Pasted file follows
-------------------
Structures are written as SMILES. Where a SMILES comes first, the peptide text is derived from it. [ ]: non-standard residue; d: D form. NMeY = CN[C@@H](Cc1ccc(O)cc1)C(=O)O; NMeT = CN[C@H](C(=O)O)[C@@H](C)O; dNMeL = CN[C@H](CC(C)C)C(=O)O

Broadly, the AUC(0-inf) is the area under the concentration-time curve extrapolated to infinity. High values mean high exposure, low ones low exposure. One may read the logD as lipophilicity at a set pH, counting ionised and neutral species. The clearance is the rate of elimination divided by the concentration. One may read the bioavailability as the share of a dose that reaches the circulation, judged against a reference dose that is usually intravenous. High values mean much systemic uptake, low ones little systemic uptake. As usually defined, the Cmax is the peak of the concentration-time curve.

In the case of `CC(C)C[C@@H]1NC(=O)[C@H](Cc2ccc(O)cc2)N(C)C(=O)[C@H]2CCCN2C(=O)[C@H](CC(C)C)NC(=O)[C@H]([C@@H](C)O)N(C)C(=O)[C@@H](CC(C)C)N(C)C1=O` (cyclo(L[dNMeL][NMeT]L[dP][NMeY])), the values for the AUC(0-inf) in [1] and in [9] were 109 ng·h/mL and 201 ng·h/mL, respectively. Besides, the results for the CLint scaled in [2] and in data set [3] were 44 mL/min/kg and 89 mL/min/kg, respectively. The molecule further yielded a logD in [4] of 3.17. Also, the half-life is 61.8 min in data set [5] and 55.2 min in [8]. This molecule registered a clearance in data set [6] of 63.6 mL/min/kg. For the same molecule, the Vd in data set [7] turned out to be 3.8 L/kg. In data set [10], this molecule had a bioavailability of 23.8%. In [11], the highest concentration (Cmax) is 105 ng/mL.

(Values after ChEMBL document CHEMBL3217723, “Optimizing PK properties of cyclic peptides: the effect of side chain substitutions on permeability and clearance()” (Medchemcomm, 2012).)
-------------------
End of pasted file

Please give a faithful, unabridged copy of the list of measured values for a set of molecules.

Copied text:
Structures are written as SMILES. Where a SMILES comes first, the peptide text is derived from it. [ ]: non-standard residue; d: D form. NMeY = CN[C@@H](Cc1ccc(O)cc1)C(=O)O; NMeT = CN[C@H](C(=O)O)[C@@H](C)O; dNMeL = CN[C@H](CC(C)C)C(=O)O

Broadly, the AUC(0-inf) is the area under the concentration-time curve extrapolated to infinity. High values mean high exposure, low ones low exposure. One may read the logD as lipophilicity at a set pH, counting ionised and neutral species. The clearance is the rate of elimination divided by the concentration. One may read the bioavailability as the share of a dose that reaches the circulation, judged against a reference dose that is usually intravenous. High values mean much systemic uptake, low ones little systemic uptake. As usually defined, the Cmax is the peak of the concentration-time curve.

In the case of `CC(C)C[C@@H]1NC(=O)[C@H](Cc2ccc(O)cc2)N(C)C(=O)[C@H]2CCCN2C(=O)[C@H](CC(C)C)NC(=O)[C@H]([C@@H](C)O)N(C)C(=O)[C@@H](CC(C)C)N(C)C1=O` (cyclo(L[dNMeL][NMeT]L[dP][NMeY])), the values for the AUC(0-inf) in [1] and in [9] were 109 ng·h/mL and 201 ng·h/mL, respectively. Besides, the results for the CLint scaled in [2] and in data set [3] were 44 mL/min/kg and 89 mL/min/kg, respectively. The molecule further yielded a logD in [4] of 3.17. Also, the half-life is 61.8 min in data set [5] and 55.2 min in [8]. This molecule registered a clearance in data set [6] of 63.6 mL/min/kg. For the same molecule, the Vd in data set [7] turned out to be 3.8 L/kg. In data set [10], this molecule had a bioavailability of 23.8%. In [11], the highest concentration (Cmax) is 105 ng/mL.

(Values after ChEMBL document CHEMBL3217723, “Optimizing PK properties of cyclic peptides: the effect of side chain substitutions on permeability and clearance()” (Medchemcomm, 2012).)